Max’s hands serve as a clear symbol of who he is, and of what he does. That’s why when Dirk refuses to take his hand after a school-yard scuffle, it’s much more clearly a rejection of who Max is as a person than a simple — though loaded — refusal to help him up. Dirk eventually apologizes for not taking his hand, and Max, in the same conversation, apologizes for claiming that his mother gave him a handjob. A hand caused both insults, and an apology — pardon the phrasing — waves them away. Soon afterward Max overcomes his funk by taking the kite from Dirk and flying it himself…a physical engagement and act of control that immediately causes him to begin brainstorming a new endeavor: The Kite Flying Society, with a flood of names for potential members following close behind. It’s Max regaining control…however far removed from what he might have lost on his way down.

This unstoppable yearning for absolute control is endemic to Anderson as well, and the meticulous structuring of each of his films — starting, of course, with Rushmore — makes that clear. Like Max, there’s not a set detail that escapes his notice, or that could possibly receive too much of his consideration and attention. Like Max, he demands limitless artistic control over his actors, their wardrobes, and the soundtracks playing behind them. And, like Max, his critics would argue that in this search for clinical perfection, he misses the human element that makes these pieces of art worth creating.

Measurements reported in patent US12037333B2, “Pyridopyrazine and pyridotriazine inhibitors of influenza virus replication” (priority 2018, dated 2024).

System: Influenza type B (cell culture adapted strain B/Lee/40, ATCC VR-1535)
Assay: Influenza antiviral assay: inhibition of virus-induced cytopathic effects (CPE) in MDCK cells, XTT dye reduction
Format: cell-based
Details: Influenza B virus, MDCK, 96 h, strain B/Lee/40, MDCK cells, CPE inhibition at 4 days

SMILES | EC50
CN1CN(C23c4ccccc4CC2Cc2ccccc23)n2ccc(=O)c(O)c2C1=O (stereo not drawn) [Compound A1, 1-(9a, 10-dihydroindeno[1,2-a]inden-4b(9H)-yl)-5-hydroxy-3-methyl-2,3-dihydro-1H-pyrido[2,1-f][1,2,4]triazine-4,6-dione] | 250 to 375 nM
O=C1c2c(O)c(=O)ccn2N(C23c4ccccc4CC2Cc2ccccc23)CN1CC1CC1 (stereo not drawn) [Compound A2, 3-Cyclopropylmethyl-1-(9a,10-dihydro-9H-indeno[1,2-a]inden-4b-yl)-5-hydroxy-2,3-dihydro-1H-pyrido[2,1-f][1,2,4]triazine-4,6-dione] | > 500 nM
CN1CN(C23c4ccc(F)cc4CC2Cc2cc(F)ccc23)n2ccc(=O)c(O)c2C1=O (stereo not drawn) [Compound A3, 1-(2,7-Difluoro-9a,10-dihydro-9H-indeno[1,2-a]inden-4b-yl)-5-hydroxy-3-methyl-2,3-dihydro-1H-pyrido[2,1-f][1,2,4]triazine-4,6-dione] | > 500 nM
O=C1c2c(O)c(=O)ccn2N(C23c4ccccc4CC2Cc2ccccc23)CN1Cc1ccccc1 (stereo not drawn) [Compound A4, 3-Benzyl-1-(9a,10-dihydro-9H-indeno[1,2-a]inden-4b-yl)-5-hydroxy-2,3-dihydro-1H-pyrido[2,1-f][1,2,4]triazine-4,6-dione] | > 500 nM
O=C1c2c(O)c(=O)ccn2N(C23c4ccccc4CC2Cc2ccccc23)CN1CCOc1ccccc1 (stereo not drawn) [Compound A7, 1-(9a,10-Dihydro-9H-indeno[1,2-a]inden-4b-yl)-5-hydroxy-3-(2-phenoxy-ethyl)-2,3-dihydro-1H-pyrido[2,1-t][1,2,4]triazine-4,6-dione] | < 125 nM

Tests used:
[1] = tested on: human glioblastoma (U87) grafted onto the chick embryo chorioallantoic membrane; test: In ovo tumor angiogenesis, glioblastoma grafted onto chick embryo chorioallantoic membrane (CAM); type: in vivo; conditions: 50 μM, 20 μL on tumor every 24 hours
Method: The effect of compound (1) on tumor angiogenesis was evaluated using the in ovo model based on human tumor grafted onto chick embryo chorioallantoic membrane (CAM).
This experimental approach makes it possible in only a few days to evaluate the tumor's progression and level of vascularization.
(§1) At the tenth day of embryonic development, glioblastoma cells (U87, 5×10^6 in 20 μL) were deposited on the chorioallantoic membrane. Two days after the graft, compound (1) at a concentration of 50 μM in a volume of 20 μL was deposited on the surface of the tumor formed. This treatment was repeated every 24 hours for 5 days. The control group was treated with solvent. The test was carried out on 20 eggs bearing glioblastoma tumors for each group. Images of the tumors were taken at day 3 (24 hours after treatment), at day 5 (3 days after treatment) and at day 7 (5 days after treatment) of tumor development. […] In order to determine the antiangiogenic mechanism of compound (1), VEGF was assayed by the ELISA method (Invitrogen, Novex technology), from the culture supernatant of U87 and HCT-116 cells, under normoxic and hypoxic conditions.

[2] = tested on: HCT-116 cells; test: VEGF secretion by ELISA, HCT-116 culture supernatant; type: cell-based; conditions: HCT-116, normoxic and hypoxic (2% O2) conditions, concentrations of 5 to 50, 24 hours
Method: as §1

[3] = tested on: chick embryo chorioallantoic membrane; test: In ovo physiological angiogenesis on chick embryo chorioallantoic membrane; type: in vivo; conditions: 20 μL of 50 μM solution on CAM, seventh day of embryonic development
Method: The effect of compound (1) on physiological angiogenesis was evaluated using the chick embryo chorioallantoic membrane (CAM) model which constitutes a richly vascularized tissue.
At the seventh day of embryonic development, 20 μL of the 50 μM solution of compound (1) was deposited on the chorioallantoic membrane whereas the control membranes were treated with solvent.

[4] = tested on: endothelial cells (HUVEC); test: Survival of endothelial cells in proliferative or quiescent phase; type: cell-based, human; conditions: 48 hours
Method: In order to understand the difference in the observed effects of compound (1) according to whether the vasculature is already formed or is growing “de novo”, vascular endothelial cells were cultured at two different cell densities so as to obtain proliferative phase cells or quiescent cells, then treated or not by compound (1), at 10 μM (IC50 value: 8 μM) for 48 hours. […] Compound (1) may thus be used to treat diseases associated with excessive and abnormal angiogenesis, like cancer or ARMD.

The latter is a viewpoint I don’t particularly endorse, but it does mean that Anderson’s taking a sideways approach to humanity, which to some is one of his clearest hallmarks and to others is one of his most distracting tendencies. For Max, it was more a question of realizing that those around him — along with the world as it actually is, as opposed to how he wishes it to be — are beautiful in their own way, and worthy of his respect and appreciation for who they are. Max wants to see the world as a series of purposefully constructed moments marching toward a grand statement or triumph…which, it must be said, is exactly the environment Wes Anderson creates for him within the film. But, along the way, those moments reveal weakness, and a genuinely pained emotional core.

It’s not until the end of the film that Max can accept that, sometimes, we just need to take the world for what it is, and realize that while we can’t have everything we think we want, we can live a perfectly fulfilled life with what we have. His father may only be a barber, but that’s a disappointment only in the relative sense that he’s not a neurosurgeon…a fiction Max invented for the sole purpose of being taken more seriously, but which instead proves to be a painfully distinct schism between his fantasy and the real world around him.